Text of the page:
In any case, drugs act in the reward centers of the brain and Central Nervous System, and no matter how else the individual is affected by a drug the action of taking it induces pleasure and reward. These feelings of pleasure and reward and the other effects caused by drugs are either caused by the drug blocking certain activities because of the particular brain chemicals being affected or by flooding the brain and central nervous system with certain brain chemicals which produce reward, pleasure, euphoria, etc. Either way, these feelings of reward and pleasure and obviously the high caused by drug abuse could never be replicated without drugs, because the chemical response is artificially induced at levels that are only possible through drug use.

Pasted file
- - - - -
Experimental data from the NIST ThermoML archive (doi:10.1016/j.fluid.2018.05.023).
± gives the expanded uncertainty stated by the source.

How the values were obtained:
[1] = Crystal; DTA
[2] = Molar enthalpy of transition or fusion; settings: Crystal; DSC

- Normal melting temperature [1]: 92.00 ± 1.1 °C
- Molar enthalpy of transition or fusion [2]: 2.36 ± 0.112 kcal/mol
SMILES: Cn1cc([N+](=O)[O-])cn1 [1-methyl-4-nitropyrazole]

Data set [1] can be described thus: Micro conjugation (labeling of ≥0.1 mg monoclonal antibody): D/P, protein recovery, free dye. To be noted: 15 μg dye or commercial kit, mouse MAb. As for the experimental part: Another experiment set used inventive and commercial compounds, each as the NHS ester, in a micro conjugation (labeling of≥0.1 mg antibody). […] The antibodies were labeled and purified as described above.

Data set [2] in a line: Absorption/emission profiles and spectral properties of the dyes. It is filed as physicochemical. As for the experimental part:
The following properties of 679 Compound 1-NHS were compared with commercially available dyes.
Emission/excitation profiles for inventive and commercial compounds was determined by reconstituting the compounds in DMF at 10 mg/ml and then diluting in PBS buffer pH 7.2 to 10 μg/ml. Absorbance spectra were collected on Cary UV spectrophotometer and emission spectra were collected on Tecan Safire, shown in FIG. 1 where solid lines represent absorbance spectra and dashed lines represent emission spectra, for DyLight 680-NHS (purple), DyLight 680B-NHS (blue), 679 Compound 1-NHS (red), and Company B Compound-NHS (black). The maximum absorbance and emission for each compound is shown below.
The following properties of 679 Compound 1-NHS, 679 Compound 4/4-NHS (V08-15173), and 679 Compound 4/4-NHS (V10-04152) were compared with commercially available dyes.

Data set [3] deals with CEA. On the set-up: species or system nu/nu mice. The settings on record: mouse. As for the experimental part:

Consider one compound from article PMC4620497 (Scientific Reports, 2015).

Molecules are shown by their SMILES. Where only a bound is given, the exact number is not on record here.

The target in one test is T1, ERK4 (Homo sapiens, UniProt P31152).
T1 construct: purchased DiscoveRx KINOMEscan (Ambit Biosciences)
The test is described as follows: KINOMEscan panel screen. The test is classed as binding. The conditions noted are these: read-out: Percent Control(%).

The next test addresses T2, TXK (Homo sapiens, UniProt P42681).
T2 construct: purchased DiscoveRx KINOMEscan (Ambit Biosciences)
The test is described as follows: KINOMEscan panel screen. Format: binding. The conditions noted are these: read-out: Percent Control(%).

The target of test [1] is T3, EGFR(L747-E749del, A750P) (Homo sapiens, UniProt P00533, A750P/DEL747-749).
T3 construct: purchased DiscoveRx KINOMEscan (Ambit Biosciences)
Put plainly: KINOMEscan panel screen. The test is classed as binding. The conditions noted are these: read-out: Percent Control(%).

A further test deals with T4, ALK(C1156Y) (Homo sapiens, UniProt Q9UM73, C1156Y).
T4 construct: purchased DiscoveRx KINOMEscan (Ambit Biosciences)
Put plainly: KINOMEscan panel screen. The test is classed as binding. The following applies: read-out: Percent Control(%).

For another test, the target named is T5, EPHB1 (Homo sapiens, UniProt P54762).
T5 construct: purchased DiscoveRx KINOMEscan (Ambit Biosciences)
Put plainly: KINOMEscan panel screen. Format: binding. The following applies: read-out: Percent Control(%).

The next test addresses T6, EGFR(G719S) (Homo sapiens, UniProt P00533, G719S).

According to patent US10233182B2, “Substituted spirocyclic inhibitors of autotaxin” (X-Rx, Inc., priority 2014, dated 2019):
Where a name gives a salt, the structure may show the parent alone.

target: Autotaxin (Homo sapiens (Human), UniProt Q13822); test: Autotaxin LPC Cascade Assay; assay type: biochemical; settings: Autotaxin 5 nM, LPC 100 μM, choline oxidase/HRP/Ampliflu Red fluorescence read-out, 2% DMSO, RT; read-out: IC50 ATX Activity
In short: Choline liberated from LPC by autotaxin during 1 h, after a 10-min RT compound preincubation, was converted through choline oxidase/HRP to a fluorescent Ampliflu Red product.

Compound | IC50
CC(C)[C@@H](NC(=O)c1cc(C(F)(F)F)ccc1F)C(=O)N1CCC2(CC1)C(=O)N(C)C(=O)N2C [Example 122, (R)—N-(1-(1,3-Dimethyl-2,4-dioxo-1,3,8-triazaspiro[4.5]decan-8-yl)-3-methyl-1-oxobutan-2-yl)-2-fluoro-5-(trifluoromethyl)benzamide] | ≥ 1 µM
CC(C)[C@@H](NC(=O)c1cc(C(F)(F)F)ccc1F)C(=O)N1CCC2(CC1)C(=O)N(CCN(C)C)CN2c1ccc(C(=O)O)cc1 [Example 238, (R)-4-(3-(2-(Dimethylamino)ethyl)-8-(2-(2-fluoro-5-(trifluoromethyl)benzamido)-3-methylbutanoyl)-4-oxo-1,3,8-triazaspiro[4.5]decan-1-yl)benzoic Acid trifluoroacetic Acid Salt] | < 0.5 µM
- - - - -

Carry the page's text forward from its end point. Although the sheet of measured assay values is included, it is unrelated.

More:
So on the flip side, when someone has induced these highly euphoric experiences through drug use they will reversely experience a significant low when the effects of the drug or drugs subside. This is because of the fact that in many cases the same areas of the brain and CNS that were stimulated or suppressed through drug use experience a depletion of the same brain chemicals that drugs affected, to even lower levels than were present prior to drug use. This causes a person to be even more compelled to use more drugs, to experience the same feelings of reward and pleasure when they took drugs, as opposed to the low they experience when the effects fade. This low is actually called drug withdrawal, and the effects of withdrawal can also vary depending on what drug is being abused. So the person's drug abuse problem quickly turns into a constant cycle of efforts to avoid the effects of withdrawal, not necessarily just to get high. In most cases symptoms of withdrawal can be both physically and emotionally debilitating and many psychological effects are also experienced which prompt an individual to abuse drugs despite the consequences they know there are setting themselves up for.